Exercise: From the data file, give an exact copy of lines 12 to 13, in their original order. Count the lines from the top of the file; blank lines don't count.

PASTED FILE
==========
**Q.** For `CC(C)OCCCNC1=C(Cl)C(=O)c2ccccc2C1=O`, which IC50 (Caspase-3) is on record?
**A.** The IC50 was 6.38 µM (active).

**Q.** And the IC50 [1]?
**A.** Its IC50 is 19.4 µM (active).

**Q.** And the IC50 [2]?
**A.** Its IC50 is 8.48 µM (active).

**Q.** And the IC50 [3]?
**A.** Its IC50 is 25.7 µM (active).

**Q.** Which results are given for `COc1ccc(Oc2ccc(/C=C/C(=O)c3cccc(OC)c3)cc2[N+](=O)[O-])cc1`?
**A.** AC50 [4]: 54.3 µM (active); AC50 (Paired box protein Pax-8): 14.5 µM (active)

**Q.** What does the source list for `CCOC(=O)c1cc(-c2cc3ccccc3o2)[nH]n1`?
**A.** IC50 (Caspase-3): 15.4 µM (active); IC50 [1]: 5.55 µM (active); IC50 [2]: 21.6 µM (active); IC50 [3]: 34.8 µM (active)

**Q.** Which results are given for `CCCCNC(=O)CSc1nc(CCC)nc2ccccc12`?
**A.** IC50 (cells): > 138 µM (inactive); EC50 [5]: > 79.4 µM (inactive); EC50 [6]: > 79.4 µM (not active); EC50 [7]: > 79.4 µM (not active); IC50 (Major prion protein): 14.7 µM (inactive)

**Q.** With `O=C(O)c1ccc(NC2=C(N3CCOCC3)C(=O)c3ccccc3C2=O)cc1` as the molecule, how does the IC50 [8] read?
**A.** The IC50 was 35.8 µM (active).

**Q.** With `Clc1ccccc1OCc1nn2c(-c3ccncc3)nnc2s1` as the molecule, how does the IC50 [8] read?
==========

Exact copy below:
**A.** IC50 (Caspase-3): 15.4 µM (active); IC50 [1]: 5.55 µM (active); IC50 [2]: 21.6 µM (active); IC50 [3]: 34.8 µM (active)

**Q.** Which results are given for `CCCCNC(=O)CSc1nc(CCC)nc2ccccc12`?